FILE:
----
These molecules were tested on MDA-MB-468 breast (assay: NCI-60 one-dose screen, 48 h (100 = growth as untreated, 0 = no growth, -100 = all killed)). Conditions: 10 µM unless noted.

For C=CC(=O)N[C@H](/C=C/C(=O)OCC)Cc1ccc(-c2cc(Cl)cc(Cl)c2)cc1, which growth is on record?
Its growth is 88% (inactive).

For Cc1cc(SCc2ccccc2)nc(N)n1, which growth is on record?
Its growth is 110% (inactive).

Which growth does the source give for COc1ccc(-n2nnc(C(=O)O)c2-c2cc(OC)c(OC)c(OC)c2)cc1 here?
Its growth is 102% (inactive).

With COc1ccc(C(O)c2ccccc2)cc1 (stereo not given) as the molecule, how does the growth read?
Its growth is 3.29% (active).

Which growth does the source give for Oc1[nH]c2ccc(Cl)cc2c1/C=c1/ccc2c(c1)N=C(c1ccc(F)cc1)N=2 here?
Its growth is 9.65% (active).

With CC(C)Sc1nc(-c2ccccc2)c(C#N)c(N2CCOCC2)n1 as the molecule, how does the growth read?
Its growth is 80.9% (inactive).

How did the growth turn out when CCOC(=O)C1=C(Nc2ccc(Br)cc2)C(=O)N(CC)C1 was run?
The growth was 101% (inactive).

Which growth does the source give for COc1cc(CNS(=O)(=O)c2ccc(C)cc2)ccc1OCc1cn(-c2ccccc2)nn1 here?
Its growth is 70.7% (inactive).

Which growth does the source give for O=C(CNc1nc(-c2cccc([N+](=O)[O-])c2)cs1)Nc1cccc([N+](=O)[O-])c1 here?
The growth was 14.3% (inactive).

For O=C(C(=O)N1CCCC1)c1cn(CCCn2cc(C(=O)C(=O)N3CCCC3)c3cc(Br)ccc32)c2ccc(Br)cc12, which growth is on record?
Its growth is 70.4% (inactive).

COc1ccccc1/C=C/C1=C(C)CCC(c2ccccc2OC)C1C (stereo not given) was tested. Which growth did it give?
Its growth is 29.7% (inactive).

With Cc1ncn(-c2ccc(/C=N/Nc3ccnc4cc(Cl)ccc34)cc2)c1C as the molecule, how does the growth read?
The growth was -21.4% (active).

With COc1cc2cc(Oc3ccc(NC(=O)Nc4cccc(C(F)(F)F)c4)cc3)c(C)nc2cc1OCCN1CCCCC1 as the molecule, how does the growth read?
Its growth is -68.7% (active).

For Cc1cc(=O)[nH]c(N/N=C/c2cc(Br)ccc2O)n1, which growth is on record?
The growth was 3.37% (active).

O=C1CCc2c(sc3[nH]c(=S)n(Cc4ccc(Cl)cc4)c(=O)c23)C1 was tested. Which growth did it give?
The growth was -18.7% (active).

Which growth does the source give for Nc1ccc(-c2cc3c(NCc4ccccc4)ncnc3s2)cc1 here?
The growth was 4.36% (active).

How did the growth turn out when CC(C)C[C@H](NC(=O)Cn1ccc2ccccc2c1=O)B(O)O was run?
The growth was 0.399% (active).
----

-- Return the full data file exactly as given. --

These molecules were tested on MDA-MB-468 breast (assay: NCI-60 one-dose screen, 48 h (100 = growth as untreated, 0 = no growth, -100 = all killed)). Conditions: 10 µM unless noted.

For C=CC(=O)N[C@H](/C=C/C(=O)OCC)Cc1ccc(-c2cc(Cl)cc(Cl)c2)cc1, which growth is on record?
Its growth is 88% (inactive).

For Cc1cc(SCc2ccccc2)nc(N)n1, which growth is on record?
Its growth is 110% (inactive).

Which growth does the source give for COc1ccc(-n2nnc(C(=O)O)c2-c2cc(OC)c(OC)c(OC)c2)cc1 here?
Its growth is 102% (inactive).

With COc1ccc(C(O)c2ccccc2)cc1 (stereo not given) as the molecule, how does the growth read?
Its growth is 3.29% (active).

Which growth does the source give for Oc1[nH]c2ccc(Cl)cc2c1/C=c1/ccc2c(c1)N=C(c1ccc(F)cc1)N=2 here?
Its growth is 9.65% (active).

With CC(C)Sc1nc(-c2ccccc2)c(C#N)c(N2CCOCC2)n1 as the molecule, how does the growth read?
Its growth is 80.9% (inactive).

How did the growth turn out when CCOC(=O)C1=C(Nc2ccc(Br)cc2)C(=O)N(CC)C1 was run?
The growth was 101% (inactive).

Which growth does the source give for COc1cc(CNS(=O)(=O)c2ccc(C)cc2)ccc1OCc1cn(-c2ccccc2)nn1 here?
Its growth is 70.7% (inactive).

Which growth does the source give for O=C(CNc1nc(-c2cccc([N+](=O)[O-])c2)cs1)Nc1cccc([N+](=O)[O-])c1 here?
The growth was 14.3% (inactive).

For O=C(C(=O)N1CCCC1)c1cn(CCCn2cc(C(=O)C(=O)N3CCCC3)c3cc(Br)ccc32)c2ccc(Br)cc12, which growth is on record?
Its growth is 70.4% (inactive).

COc1ccccc1/C=C/C1=C(C)CCC(c2ccccc2OC)C1C (stereo not given) was tested. Which growth did it give?
Its growth is 29.7% (inactive).

With Cc1ncn(-c2ccc(/C=N/Nc3ccnc4cc(Cl)ccc34)cc2)c1C as the molecule, how does the growth read?
The growth was -21.4% (active).

With COc1cc2cc(Oc3ccc(NC(=O)Nc4cccc(C(F)(F)F)c4)cc3)c(C)nc2cc1OCCN1CCCCC1 as the molecule, how does the growth read?
Its growth is -68.7% (active).

For Cc1cc(=O)[nH]c(N/N=C/c2cc(Br)ccc2O)n1, which growth is on record?
The growth was 3.37% (active).

O=C1CCc2c(sc3[nH]c(=S)n(Cc4ccc(Cl)cc4)c(=O)c23)C1 was tested. Which growth did it give?
The growth was -18.7% (active).

Which growth does the source give for Nc1ccc(-c2cc3c(NCc4ccccc4)ncnc3s2)cc1 here?
The growth was 4.36% (active).

How did the growth turn out when CC(C)C[C@H](NC(=O)Cn1ccc2ccccc2c1=O)B(O)O was run?
The growth was 0.399% (active).